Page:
RI Reports 19 New Deaths, Executive Face Mask Order Goes into Effect

All workers in The Ocean State will be required to wear cloth face masks for their entire shift

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The Rhode Island State Department of Health on Saturday announced 19 new coronavirus-related deaths, bringing the state's total to 137.

Ten of the new deaths happened in what Department of Health Director Nicole Alexander-Scott called congregate-care facilities, which are particularly susceptible to the coronavirus, she said.

Alexander-Scott additionally announced 317 new cases of the novel coronavirus in the state. As of Saturday, there have been 4,491 reported cases of COVID-19 in the Ocean State.

Gov. Gina Raimondo said the virus is expected to peak in the state sometime between the last week of April and the first week of May.

The state's executive face mask order goes into effect Saturday and requires all workers to wear a mask for their entire shift.

All employees of the state's customer-facing businesses, office-based businesses, manufacturers, nonprofits and construction workers are required to wear a cloth face mask that covers their nose and mouth when they are at work, per the order.

The number of people who have died from COVID-19 in Rhode Island increased to six on Friday, according to Gov. Gina Raimondo. The governor also discussed the latest on the state's unemployment benefits.

Additionally, businesses must take steps to remind their customers to wear face coverings, Raimondo said. The only exceptions are for anyone whose health would be in jeopardy because of wearing a face covering or any children under two years old.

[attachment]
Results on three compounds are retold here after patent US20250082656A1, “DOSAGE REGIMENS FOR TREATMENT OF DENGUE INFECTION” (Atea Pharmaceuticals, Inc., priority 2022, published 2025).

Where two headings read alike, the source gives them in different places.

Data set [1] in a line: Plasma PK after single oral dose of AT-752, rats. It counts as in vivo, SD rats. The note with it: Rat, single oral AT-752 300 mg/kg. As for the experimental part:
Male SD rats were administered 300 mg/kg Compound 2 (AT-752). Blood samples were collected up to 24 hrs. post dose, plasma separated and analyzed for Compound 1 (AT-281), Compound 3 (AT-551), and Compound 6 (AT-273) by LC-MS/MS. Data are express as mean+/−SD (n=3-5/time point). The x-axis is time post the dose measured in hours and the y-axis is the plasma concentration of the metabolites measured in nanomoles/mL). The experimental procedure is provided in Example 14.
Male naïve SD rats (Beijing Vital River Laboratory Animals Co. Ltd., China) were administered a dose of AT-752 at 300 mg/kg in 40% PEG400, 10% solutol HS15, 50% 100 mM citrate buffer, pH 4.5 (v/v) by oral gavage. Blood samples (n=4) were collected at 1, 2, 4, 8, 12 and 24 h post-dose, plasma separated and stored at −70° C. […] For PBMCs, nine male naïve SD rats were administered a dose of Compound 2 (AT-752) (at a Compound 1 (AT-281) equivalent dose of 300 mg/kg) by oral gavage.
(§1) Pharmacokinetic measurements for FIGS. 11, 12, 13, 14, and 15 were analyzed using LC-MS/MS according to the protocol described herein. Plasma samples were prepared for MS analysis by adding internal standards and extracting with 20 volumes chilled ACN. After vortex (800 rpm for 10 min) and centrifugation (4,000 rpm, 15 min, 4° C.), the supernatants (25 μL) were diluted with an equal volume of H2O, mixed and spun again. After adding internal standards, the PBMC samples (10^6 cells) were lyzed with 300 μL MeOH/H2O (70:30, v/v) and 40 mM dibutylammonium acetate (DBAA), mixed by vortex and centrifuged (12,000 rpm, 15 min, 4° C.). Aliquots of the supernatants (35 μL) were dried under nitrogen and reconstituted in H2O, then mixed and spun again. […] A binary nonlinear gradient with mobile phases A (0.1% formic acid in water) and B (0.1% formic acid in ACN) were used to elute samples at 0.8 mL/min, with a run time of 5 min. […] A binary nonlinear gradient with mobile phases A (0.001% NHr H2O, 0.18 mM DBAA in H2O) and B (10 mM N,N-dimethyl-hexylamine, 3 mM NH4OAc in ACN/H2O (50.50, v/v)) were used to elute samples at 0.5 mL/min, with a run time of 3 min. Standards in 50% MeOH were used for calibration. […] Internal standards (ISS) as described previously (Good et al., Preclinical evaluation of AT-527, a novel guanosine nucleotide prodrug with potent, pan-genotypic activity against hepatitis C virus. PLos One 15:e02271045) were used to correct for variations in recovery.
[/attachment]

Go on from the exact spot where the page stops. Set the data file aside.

Face coverings will help prevent the spread of the virus, Raimondo said.

The state will conduct spot checks on businesses and give fines to those who do not comply, according to the governor.

Alexander-Scott emphasized that the executive mask order does not negate social distancing requirements. People must stay at least six feet apart from one another.

Rhode Island's stay-at-home order is in effect until May 8.

The Rhode Island Artist Relief Fund was also announced Saturday. It was created to provide grants to artists in the state who are in financial distress as a result of the COVID-19 crisis. The fund has awarded $126,030 in grants to support 253 Rhode Island artists. Gov. Raimondo encouraged anyone who is in a position to help to donate to the fund.

Starting Sunday, big box stores that include garden centers are required to close open browsing and shopping options within their garden centers. Garden center sales will be temporarily limited to pickup, delivery, and appointment options. 

Measures either already in place or set for launch soon include isolation at the first sign of symptoms; aggressive and more frequent testing of residents and their caregivers every seven to 10 days; and the creation of "strike teams" that can be deployed to nursing homes that are experiencing outbreaks to aid the staff.

The state will also provide support for families taking care of elderly relatives at home, Alexander-Scott said.

Beacon Mutual Insurance Co., Rhode Island's dominant workers' compensation insurer, will work under the presumption that front-line health care workers with COVID-19 got the disease in the line of duty, making them eligible for benefits, Raimondo said on Friday.

The company will also expedite the claims of health care workers, she said.

NBC10 Boston and the Associated Press
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